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Students take 'Odyssey of the Mind'


UNION - Students dressed as pieces of bubble gum, pirates, rabbits in baskets, and plenty of other costumed characters who weren't as easily identifiable converged on Ryle High School on March 24 for the regional Odyssey for the Mind competition.

About 450 students from 18 Northern Kentucky schools participated in group activities that ranged from building small vehicles to performing as travelers in imaginary places.

They are among thousands of schools from the U.S. as well as 25 other countries to participate in Odyssey of the Mind, which hosts creative problem-solving competitions on local, state, national and world levels.

Students from kindergarten through college can compete.

Patsy Fegenbush, coach of the Gray Middle School team, said Odyssey teaches kids to think outside the box, a skill that comes in handy in "the real world" when students begin looking for jobs.

"They're looking for people who can think on their feet," she said.

Students also learn to work as a team, as each student brings her or her own talents to tasks that require a variety of them.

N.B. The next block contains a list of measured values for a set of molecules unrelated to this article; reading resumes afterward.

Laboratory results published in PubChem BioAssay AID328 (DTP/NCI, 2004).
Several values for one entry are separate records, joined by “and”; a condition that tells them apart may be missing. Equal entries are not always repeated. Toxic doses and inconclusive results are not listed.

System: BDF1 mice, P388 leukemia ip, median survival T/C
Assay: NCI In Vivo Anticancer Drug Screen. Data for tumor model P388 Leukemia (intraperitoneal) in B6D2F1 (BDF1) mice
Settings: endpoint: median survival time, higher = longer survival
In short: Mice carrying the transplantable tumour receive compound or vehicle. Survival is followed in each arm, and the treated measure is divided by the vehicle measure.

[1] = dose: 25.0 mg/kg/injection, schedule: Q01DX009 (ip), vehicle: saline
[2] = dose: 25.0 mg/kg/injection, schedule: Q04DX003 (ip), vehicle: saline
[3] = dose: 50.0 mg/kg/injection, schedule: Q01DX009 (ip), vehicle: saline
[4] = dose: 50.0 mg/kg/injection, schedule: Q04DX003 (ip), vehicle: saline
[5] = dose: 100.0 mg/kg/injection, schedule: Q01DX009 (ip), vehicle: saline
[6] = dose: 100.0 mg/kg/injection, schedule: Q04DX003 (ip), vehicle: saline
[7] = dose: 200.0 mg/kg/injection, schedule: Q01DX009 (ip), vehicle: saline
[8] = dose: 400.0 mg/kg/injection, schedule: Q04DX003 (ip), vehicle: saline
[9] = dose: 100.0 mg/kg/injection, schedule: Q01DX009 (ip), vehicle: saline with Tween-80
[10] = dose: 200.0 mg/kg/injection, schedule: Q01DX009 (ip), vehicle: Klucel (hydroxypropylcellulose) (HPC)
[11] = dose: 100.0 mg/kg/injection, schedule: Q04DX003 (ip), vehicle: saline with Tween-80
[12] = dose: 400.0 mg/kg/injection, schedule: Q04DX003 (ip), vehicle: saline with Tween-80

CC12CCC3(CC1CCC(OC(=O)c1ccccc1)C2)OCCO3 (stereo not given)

Ryle High School's team entered the competition that challenged students to create and present an original and humorous performance that includes a self-centered character and surprise.

While one student came up with the idea, another took the lead on building the set, while another wrote the humorous songs and another designed the costumes.

Ryle came in first place for its division in the event, and Gray Middle School came in first for the event in the Middle School division.

Gray also won first place in an event in which a traveler character stops at three locations in the world, two real and one made up. New Haven Elementary and Immaculate Heart of Mary Schools also participated in that event.

Shirley Mann Elementary placed first in its division for a project that required teams to design, build and test a structure made out of glue and balsa wood that balances and supports weights and fits into a box smaller than the assembled structure.

Mann's team also placed first in an event that challenges students to create a performance in which a character appears to change dramatically in size.

Because this year is the 25th anniversary of Odyssey of the Mind in Kentucky, all teams are invited to participate in the state event on April 14 at Cumberland College.

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